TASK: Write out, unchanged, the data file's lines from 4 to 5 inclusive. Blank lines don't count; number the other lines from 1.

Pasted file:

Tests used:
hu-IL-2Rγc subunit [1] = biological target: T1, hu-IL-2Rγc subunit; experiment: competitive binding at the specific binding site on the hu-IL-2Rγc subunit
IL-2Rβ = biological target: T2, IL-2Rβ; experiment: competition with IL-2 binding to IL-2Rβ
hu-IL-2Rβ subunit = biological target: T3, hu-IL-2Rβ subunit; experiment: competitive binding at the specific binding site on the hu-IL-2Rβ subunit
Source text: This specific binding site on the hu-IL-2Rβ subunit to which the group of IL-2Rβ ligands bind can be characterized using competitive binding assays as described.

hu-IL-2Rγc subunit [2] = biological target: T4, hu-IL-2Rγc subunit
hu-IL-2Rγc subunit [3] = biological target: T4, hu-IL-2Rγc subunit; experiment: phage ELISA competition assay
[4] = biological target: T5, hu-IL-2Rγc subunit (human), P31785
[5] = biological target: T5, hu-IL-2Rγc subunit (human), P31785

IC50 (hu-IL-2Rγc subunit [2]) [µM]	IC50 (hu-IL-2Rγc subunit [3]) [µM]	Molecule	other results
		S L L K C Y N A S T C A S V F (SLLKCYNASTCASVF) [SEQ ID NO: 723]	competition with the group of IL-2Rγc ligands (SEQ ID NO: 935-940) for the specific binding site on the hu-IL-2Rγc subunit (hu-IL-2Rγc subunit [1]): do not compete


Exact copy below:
hu-IL-2Rβ subunit = biological target: T3, hu-IL-2Rβ subunit; experiment: competitive binding at the specific binding site on the hu-IL-2Rβ subunit
Source text: This specific binding site on the hu-IL-2Rβ subunit to which the group of IL-2Rβ ligands bind can be characterized using competitive binding assays as described.